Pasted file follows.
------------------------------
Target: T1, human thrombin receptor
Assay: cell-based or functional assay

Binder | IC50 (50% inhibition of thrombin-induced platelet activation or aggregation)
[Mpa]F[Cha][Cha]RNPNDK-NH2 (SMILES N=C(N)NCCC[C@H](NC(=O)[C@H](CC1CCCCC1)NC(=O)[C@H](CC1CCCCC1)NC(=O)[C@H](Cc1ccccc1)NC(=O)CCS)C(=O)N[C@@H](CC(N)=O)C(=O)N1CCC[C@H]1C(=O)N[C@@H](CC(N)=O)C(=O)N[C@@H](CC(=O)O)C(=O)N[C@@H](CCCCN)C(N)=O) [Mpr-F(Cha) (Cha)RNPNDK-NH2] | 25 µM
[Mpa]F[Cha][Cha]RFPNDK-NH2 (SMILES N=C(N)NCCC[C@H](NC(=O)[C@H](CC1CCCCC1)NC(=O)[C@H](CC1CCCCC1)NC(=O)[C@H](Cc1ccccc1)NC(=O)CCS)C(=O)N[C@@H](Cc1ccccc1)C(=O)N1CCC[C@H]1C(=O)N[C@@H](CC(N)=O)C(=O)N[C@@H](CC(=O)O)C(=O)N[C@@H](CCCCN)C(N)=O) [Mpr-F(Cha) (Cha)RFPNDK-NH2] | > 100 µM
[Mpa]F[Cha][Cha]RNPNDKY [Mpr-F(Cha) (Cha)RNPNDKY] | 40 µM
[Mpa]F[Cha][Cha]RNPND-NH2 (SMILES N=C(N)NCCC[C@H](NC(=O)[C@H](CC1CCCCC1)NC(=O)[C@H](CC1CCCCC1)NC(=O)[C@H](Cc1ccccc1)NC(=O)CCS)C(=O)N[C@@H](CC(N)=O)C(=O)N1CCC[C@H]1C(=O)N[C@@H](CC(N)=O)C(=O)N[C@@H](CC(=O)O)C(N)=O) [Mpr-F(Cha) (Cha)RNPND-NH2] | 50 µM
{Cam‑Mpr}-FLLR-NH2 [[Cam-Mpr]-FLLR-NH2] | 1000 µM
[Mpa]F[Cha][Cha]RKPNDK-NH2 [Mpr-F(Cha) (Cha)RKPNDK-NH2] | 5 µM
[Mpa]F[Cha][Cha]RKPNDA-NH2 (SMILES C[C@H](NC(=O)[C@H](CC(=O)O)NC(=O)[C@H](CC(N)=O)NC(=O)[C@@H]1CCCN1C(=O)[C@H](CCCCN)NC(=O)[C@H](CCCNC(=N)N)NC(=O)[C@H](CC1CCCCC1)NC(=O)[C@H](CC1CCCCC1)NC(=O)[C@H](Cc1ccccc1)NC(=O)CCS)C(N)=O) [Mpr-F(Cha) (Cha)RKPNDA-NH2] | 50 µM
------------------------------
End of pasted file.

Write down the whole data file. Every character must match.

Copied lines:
Target: T1, human thrombin receptor
Assay: cell-based or functional assay

Binder | IC50 (50% inhibition of thrombin-induced platelet activation or aggregation)
[Mpa]F[Cha][Cha]RNPNDK-NH2 (SMILES N=C(N)NCCC[C@H](NC(=O)[C@H](CC1CCCCC1)NC(=O)[C@H](CC1CCCCC1)NC(=O)[C@H](Cc1ccccc1)NC(=O)CCS)C(=O)N[C@@H](CC(N)=O)C(=O)N1CCC[C@H]1C(=O)N[C@@H](CC(N)=O)C(=O)N[C@@H](CC(=O)O)C(=O)N[C@@H](CCCCN)C(N)=O) [Mpr-F(Cha) (Cha)RNPNDK-NH2] | 25 µM
[Mpa]F[Cha][Cha]RFPNDK-NH2 (SMILES N=C(N)NCCC[C@H](NC(=O)[C@H](CC1CCCCC1)NC(=O)[C@H](CC1CCCCC1)NC(=O)[C@H](Cc1ccccc1)NC(=O)CCS)C(=O)N[C@@H](Cc1ccccc1)C(=O)N1CCC[C@H]1C(=O)N[C@@H](CC(N)=O)C(=O)N[C@@H](CC(=O)O)C(=O)N[C@@H](CCCCN)C(N)=O) [Mpr-F(Cha) (Cha)RFPNDK-NH2] | > 100 µM
[Mpa]F[Cha][Cha]RNPNDKY [Mpr-F(Cha) (Cha)RNPNDKY] | 40 µM
[Mpa]F[Cha][Cha]RNPND-NH2 (SMILES N=C(N)NCCC[C@H](NC(=O)[C@H](CC1CCCCC1)NC(=O)[C@H](CC1CCCCC1)NC(=O)[C@H](Cc1ccccc1)NC(=O)CCS)C(=O)N[C@@H](CC(N)=O)C(=O)N1CCC[C@H]1C(=O)N[C@@H](CC(N)=O)C(=O)N[C@@H](CC(=O)O)C(N)=O) [Mpr-F(Cha) (Cha)RNPND-NH2] | 50 µM
{Cam‑Mpr}-FLLR-NH2 [[Cam-Mpr]-FLLR-NH2] | 1000 µM
[Mpa]F[Cha][Cha]RKPNDK-NH2 [Mpr-F(Cha) (Cha)RKPNDK-NH2] | 5 µM
[Mpa]F[Cha][Cha]RKPNDA-NH2 (SMILES C[C@H](NC(=O)[C@H](CC(=O)O)NC(=O)[C@H](CC(N)=O)NC(=O)[C@@H]1CCCN1C(=O)[C@H](CCCCN)NC(=O)[C@H](CCCNC(=N)N)NC(=O)[C@H](CC1CCCCC1)NC(=O)[C@H](CC1CCCCC1)NC(=O)[C@H](Cc1ccccc1)NC(=O)CCS)C(N)=O) [Mpr-F(Cha) (Cha)RKPNDA-NH2] | 50 µM